Economics

Uniting Constitutional Protection for Economic and Social Liberties, Part 1: Substantive Due Process and Unenumerated Rights

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We libertarians like to distinguish ourselves from our friends on the Right and Left by the fact that we care equally about both economic liberties and social/civil liberties. For libertarians the right to engage in contract and exchange with other consenting adults is just as important as the right to engage in speech and sex with other consenting adults. ... [click for more]

Consumers’ Sovereignty and Natural vs. Contrived Scarcities

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One of the great myths about the capitalist system is the presumption that businessmen make profits at the expense of the consumers and workers in society. Nothing could be further from the truth. In the free market, consumers are the sovereign rulers who determine what gets produced, and with what qualities and features. The sovereign consumers also determine who will ... [click for more]

TGIF: The Economic Way of Thinking about Health Care

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I realize Mike Lupica is a sports columnist -- and that Howard Cosell called sports "the toy department of life" -- but maybe that's what makes Lupica's recent declaration about Obamacare all the more representative a reaction. Appearing on a morning cable news program, Lupica declared that “health insurance for all is a noble idea.” He repeated this a few ... [click for more]

How Laws Are Passed, Maintained, and Changed

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Madmen, Intellectuals, and Academic Scribblers: The Economic Engine of Political Change by Wayne A. Leighton and Edward J. Lopez (Stanford Economics and Finance 2013), 209 pages. Have you ever wondered why democracies so often generate public policies that are wasteful and unjust? Have you asked why such policies persist over long periods, even when they are known to ... [click for more]

Two Kinds of Income Inequality

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Income inequality is back in the news, propelled by an Oxfam International report and President Barack Obama’s State of the Union address. The question is whether government needs to do something about this — or whether government needs to undo many things. Measuring income inequality is no simple thing, which is one source of disagreement between ... [click for more]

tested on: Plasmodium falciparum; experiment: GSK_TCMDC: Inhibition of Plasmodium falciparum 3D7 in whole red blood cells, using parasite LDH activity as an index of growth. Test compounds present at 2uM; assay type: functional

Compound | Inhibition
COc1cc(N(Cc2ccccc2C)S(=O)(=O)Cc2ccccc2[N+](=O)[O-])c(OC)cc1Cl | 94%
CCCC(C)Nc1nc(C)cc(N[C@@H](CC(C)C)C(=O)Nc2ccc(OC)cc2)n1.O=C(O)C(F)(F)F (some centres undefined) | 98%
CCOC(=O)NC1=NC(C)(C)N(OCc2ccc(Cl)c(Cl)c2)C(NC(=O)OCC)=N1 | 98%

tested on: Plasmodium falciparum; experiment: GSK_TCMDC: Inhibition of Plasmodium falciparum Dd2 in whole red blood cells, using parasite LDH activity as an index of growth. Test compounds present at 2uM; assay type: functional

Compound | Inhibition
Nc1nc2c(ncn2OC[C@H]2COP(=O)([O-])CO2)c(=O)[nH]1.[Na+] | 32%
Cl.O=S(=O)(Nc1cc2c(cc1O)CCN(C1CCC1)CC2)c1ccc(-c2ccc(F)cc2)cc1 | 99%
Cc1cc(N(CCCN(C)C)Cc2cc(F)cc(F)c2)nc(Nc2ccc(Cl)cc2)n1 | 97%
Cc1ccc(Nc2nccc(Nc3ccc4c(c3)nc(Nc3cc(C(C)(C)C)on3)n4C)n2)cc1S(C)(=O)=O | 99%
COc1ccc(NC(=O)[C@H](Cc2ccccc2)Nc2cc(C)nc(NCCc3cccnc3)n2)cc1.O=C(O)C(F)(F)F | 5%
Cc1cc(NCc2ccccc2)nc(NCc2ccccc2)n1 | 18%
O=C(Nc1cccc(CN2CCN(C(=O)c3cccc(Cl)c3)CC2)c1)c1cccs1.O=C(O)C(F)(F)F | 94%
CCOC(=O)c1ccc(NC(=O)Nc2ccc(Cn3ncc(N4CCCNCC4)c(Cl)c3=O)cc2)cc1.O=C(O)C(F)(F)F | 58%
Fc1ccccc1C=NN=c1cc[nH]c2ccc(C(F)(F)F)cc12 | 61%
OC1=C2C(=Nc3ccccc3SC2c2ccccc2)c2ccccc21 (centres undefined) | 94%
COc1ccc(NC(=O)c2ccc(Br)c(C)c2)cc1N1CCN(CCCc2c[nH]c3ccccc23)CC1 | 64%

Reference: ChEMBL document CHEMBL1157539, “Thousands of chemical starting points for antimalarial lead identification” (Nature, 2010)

TGIF: Monopoly and Aggression

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The concepts monopoly and aggression are intimately related, like lock and key, or mother and son. You cannot fully understand the first without understanding the second. Most of us are taught to think of a monopoly as simply any lone seller of a good or service, but this definition is fraught with problems, as Murray Rothbard, Austrian economists generally, and ... [click for more]

Hayek’s Warning: The Social Engineer’s Pretense of Knowledge

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Forty years ago, on December 11, 1974, Austrian economist, Friedrich A. Hayek, formally received that year’s Nobel Prize in Economics at the official ceremonies in Stockholm, Sweden. He delivered a lecture called, “The Pretense of Knowledge,” which forcefully challenged all those who believe that government has the wisdom or ability to successfully plan the economic affairs of society. His primary ... [click for more]

How Profit Benefits the Public

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Portuguese I’ve heard, like you have, about corporate greed. The profit motive, we are told, is evil and causes the little people to be trampled. Formal studies show that people perceive that profit is negatively associated with social value for specific companies and whole industries (example — that “evil” oil industry). This is probably no surprise, ... [click for more]

The Austrian Economist Who Should Have Received the Nobel Prize

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On October 13th, the 2014 Nobel Prize in Economics was announced in Stockholm, Sweden, with French economist, Jean Tirole, the recipient for his work on developing models to better assist governments in regulating private enterprise. A couple of weeks earlier, Reuters news agency had reported that the Austrian School economist, Israel M. Kirzner, was on the short list for ... [click for more]
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